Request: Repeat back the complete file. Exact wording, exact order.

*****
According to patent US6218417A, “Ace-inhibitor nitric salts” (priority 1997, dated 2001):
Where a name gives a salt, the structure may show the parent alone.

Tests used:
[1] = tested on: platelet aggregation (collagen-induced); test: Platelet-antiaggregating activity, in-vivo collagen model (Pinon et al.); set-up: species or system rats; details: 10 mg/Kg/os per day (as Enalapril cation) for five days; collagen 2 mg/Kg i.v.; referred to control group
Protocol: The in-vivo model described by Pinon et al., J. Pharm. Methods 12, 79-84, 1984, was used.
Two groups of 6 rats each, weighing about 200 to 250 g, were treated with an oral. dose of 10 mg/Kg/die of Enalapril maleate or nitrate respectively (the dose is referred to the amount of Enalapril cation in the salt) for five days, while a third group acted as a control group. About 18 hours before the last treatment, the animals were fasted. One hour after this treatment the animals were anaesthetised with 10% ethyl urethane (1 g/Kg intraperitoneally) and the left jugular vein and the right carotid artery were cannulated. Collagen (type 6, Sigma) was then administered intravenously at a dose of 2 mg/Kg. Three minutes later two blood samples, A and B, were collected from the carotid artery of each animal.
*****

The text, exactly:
According to patent US6218417A, “Ace-inhibitor nitric salts” (priority 1997, dated 2001):
Where a name gives a salt, the structure may show the parent alone.

Tests used:
[1] = tested on: platelet aggregation (collagen-induced); test: Platelet-antiaggregating activity, in-vivo collagen model (Pinon et al.); set-up: species or system rats; details: 10 mg/Kg/os per day (as Enalapril cation) for five days; collagen 2 mg/Kg i.v.; referred to control group
Protocol: The in-vivo model described by Pinon et al., J. Pharm. Methods 12, 79-84, 1984, was used.
Two groups of 6 rats each, weighing about 200 to 250 g, were treated with an oral. dose of 10 mg/Kg/die of Enalapril maleate or nitrate respectively (the dose is referred to the amount of Enalapril cation in the salt) for five days, while a third group acted as a control group. About 18 hours before the last treatment, the animals were fasted. One hour after this treatment the animals were anaesthetised with 10% ethyl urethane (1 g/Kg intraperitoneally) and the left jugular vein and the right carotid artery were cannulated. Collagen (type 6, Sigma) was then administered intravenously at a dose of 2 mg/Kg. Three minutes later two blood samples, A and B, were collected from the carotid artery of each animal.